A year later, Google bought YouTube, and in a rising-tide way, its popularity only bolstered the ubiquity of Flash. By the time Flash celebrated its 10-year anniversary at the end of 2006, it had gotten to the point where most users didn’t even identify Flash as a separate technology from the web. Browsers bundled Flash players as part of their downloads, and designers and developers got more and more reliant on the software. Adobe even snatched the company up as part of their Macromedia acquisition.
Some of you probably know where this is going. The iPhone.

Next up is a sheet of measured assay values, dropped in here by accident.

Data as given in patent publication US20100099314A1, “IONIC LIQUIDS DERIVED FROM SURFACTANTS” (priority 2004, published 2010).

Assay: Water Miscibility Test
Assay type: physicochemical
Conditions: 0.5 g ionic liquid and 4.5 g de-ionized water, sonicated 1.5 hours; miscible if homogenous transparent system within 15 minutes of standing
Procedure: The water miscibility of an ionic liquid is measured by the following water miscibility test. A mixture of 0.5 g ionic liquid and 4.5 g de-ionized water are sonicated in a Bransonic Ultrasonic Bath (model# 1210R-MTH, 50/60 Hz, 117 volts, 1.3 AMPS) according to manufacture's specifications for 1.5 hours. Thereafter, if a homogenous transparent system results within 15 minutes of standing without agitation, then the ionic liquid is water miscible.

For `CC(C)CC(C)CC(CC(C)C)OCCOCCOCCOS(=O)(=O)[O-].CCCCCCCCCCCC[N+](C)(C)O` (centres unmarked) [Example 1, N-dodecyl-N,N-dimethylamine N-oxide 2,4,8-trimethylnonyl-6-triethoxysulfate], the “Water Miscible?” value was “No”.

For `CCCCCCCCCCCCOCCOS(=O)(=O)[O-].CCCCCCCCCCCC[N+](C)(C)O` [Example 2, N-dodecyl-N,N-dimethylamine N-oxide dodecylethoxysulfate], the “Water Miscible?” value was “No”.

The iPhone was released in 2007. It basically redefined personal computing and, in many ways, the web. It also shipped without Flash player support. In the months before the iPhone launch, Adobe actually tried to get a lightweight version of Flash working on Apple’s new phone. At the same time, modern browsers had begun to ship with new features from HTML like native audio and video elements, replacing a lot of the functionality that Flash provided. Even the lightweight version of Flash proved not quite performant enough for the iPhone, and the decision was made to exclude it altogether.
Steve Jobs justified this move in 2010, just before the release of the iPad, in a blog post entitled Thoughts on Flash. In the post, he picked apart the issues that Apple had with Flash one by one, from performance to its closed source approach. He framed Apple’s decision as one that was meant to enhance and promote the capabilities and openness of the web.